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The Art of Navigating a Family Political Discussion, Peacefully

Ashley Fetters
The Art of Navigating a Family Political Discussion, Peacefully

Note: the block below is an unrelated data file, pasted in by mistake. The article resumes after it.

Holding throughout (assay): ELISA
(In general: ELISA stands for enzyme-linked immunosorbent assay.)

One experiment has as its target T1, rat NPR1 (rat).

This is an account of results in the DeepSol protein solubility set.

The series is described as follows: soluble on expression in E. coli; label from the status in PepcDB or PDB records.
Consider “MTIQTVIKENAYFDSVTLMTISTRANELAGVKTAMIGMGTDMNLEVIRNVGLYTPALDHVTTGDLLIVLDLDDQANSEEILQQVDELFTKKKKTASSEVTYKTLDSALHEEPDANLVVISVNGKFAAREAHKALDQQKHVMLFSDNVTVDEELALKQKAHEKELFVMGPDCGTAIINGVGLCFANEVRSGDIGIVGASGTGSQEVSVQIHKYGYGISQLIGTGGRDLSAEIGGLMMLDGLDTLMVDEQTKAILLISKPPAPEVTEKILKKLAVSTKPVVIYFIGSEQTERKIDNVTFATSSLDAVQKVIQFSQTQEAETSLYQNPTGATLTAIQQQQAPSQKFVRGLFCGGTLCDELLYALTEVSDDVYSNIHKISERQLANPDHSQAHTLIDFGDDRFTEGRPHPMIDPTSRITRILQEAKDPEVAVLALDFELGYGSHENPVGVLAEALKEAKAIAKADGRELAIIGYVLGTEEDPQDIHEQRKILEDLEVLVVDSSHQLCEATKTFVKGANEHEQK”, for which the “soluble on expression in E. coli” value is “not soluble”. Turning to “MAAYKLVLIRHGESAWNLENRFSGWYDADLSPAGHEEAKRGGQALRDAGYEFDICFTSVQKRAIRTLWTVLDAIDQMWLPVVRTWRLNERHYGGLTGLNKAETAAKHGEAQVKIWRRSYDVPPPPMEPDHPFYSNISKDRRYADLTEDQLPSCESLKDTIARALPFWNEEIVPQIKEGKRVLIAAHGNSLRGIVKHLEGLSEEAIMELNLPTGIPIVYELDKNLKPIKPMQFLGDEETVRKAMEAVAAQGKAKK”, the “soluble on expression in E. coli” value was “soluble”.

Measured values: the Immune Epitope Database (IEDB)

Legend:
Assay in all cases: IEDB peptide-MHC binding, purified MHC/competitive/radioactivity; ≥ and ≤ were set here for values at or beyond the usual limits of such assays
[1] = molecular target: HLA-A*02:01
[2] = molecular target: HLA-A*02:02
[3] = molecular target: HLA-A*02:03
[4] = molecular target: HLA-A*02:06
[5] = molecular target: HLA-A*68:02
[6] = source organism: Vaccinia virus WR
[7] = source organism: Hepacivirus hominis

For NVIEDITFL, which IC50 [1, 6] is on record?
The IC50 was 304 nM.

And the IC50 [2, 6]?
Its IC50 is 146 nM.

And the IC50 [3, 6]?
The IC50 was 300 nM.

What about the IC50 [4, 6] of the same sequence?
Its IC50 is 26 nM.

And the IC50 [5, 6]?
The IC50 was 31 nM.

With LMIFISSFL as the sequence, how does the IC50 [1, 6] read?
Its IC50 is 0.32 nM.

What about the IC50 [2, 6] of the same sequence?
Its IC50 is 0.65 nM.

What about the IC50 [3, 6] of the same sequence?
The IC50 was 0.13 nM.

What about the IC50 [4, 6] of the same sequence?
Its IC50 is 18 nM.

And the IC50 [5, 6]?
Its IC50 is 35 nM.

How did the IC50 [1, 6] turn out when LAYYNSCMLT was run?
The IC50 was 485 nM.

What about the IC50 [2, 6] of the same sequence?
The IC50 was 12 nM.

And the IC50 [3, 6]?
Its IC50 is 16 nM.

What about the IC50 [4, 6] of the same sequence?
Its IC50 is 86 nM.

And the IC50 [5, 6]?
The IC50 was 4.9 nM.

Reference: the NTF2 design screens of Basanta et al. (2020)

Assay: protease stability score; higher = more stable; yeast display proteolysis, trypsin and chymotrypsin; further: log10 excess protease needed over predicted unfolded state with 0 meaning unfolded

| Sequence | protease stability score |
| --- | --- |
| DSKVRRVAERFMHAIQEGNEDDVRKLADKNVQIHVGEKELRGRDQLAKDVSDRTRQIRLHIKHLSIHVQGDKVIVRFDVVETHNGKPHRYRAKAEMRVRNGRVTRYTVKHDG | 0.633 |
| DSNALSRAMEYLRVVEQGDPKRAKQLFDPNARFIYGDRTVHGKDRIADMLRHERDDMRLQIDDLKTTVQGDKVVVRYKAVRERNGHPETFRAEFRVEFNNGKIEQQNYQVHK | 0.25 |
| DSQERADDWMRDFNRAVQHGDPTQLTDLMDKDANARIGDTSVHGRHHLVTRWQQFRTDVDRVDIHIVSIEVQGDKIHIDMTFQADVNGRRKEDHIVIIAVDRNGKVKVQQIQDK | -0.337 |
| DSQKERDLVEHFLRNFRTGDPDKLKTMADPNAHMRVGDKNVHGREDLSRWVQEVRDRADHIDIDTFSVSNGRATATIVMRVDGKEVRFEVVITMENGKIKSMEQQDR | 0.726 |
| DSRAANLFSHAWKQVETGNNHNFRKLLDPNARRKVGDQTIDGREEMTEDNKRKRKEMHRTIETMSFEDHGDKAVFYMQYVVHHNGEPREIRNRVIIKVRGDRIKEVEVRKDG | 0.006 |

Meanwhile, “roughly three-quarters of Americans’ interactions with people from another political party happen at work,” and “less than half of respondents said they encounter political differences among their friends.” In other words, though the Thanksgiving Day family political argument is a beloved media trope, it’s not a reality for many families. In 2019, 35 percent of Republicans and 45 percent of Democrats said they would be unhappy if their child married someone of the opposing political party—a sharp increase from attitudes 50 years ago. The depth of people’s political convictions, and the heightened distrust of those with different views, have both complicated and galvanized the work of Sarah Stewart Holland and Beth Silvers, the hosts of the podcast Pantsuit Politics and the co-authors of the new book I Think You’re Wrong (But I’m Listening).